but Mind, Idea, Soul, Spirit, Consciousness,
etc. Matter does not exist (it’s an illusion?).
Application to the “mind-body problem”
    Metaphysical Materialism: A person is nothing
     but a physical organism (body only).

    Metaphysical Idealism: A person is
     “consciousness only” (mind, soul, spirit); not at
     all a material being.

    Metaphysical Dualism: A person is a composite
     of (1) “mind” (consciousness, soul, spirit) and
     (2) body.
        Cartesian Dualism
 I know with certainty THAT “I” exist
  (Cogito ergo sum), but
 WHAT am “I”?
 Am “I” my body? No, because I can doubt
  the existence of my body, whereas I cannot
  doubt the existence of myself (the “I”).
 “I” am a thinking thing, a thing that doubts,
  understands, affirms, denies, wills, refuses,
  imagines, and has sensations.
          Is Descartes right?

Can you doubt the existence
 of your body (as well as
  other physical things)?

              Why or why not?
“I can conceive of myself as
existing without a body, but
I cannot conceive of myself
     as existing without
   conscious awareness.”


             Bryan Magee, The Great
            Philosophers (Oxford 1987)
          In Descartes’ view,

   my body exists (if it exists at all)
  outside of my consciousness and is
therefore part of the “external world.”



                           Thus,
Descartes’ mind-body dualism
        leads to . . . .
          Meditation III,
           which deals with

(1) skepticism concerning the
  existence & nature of the
       “external world”
               &
   (2) the existence of God
                            (Text, pp. 97-110)
“I must, as soon as possible, try to
 determine (1) whether or not God
 exists and (2) whether or not He
  can be a deceiver. Until I know
  these two things, I will never be
   certain of anything else” (Text, 99).

           Why does Descartes say this?
    Descartes’ standard of
          certainty
 What   does it take for a belief to be
  certainly (indubitably) true?
 The belief must be “clear and
  distinct.”
 Descartes’ general rule: “Everything
  that I can clearly and distinctly grasp
  is true.”
                                  (Text, 98)
    Are the following beliefs
        “clear & distinct”
          (indubitable)?
 That there are things outside myself (such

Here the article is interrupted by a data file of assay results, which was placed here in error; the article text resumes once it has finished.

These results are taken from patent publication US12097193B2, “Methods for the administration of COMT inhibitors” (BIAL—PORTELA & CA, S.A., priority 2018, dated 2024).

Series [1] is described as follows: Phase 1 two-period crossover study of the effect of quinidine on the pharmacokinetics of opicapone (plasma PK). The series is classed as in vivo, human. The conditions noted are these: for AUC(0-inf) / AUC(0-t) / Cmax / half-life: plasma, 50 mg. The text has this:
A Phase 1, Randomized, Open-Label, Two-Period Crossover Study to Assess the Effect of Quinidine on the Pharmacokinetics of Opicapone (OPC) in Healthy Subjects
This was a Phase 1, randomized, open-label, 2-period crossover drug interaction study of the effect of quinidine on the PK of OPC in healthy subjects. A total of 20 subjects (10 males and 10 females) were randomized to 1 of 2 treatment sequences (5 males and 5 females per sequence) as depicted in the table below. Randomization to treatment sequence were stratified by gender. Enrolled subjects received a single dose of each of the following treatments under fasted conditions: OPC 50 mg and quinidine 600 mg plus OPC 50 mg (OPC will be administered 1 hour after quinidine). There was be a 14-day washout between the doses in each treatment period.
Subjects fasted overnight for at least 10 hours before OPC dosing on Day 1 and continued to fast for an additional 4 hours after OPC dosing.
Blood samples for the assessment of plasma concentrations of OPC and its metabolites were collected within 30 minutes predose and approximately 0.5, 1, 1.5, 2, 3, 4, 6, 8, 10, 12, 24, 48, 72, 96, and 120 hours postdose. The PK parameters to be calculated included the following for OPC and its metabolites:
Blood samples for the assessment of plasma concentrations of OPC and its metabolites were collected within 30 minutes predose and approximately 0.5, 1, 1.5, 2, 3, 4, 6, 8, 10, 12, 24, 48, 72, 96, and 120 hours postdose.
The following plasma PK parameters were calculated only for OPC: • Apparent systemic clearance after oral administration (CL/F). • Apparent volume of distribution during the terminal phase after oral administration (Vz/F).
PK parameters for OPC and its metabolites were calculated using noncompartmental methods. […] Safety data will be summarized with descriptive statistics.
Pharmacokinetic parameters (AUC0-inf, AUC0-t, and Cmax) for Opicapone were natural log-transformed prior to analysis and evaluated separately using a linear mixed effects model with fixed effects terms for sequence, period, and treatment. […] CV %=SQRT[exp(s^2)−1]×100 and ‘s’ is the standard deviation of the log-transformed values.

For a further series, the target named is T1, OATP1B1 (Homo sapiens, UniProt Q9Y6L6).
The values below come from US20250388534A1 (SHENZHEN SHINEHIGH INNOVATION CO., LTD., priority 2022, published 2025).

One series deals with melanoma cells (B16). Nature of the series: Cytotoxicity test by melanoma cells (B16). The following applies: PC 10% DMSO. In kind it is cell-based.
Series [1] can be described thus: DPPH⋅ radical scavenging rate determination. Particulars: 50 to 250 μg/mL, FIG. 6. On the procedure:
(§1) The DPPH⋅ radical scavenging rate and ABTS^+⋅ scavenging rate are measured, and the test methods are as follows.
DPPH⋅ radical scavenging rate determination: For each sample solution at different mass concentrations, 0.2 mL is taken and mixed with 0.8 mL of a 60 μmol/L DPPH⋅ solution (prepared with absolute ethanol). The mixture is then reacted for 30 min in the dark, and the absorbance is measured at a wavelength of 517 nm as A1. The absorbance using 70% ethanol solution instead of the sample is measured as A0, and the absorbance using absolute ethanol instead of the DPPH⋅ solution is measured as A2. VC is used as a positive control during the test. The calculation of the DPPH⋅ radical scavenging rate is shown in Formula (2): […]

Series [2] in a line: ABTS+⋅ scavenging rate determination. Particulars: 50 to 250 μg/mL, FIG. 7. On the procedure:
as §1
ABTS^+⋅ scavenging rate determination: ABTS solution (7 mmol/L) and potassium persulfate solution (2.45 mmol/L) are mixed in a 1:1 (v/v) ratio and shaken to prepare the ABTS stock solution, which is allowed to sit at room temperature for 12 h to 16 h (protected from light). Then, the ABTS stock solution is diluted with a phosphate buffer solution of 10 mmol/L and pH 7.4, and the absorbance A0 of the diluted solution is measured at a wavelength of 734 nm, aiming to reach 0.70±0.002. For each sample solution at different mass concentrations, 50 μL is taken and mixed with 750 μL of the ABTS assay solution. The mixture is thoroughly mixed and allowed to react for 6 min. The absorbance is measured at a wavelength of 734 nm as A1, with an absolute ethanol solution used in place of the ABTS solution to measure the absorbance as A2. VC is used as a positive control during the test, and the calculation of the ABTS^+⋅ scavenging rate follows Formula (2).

as physical objects).
 That these external things cause my ideas of
  those things in my mind.
 That my ideas of external things perfectly
  “resemble” the things themselves.
 That 3 + 2 = 5 ?
                                      (Text, 98-99)
 Reasons for believing (1) that there
 are things outside myself (2) which
cause my ideas of those things in my
    mind and (3) that my ideas of
      external things “resemble”
  (accurately represent) the things
            themselves*:

                 *The epistemology represented by
                 (1), (2), & (3) is known as
                 “Common Sense Realism” or
                 “Representationalism.”
•I have a strong natural inclination to
believe these things.

•My ideas of external things arise in
my mind independently of my will.

•It seems obvious that external objects
impress their own likenesses upon my
senses.
             (Do these reasons “clearly &
             distinctly” prove that Common
             Sense Realism is true?) (See 100)
Ideas & their causes
      (Text, 101-105)
     When I think of an entity, I can
       distinguish between . . . .
     Substance (i.e., the entity itself, e.g., an
      automobile tire),
     Modes (i.e., the ways in which the entity exists,
      e.g., the tire may be flat ), and
     Accidents (i.e., the properties, qualities, or
      attributes of the entity, e.g., the color of the tire
      [blackness?] ).
                        And isn’t it obvious that substance
(Text, 101)             is more real than mode or accident?
            Ideas of things (substances,
                modes, accidents)
must be caused to be in the mind, and

           the cause of any effect must be sufficient to
           produce its effect, i.e.,

                    there must be at least as much reality in a
                    cause as is represented in its effect.
(Text, 101-103)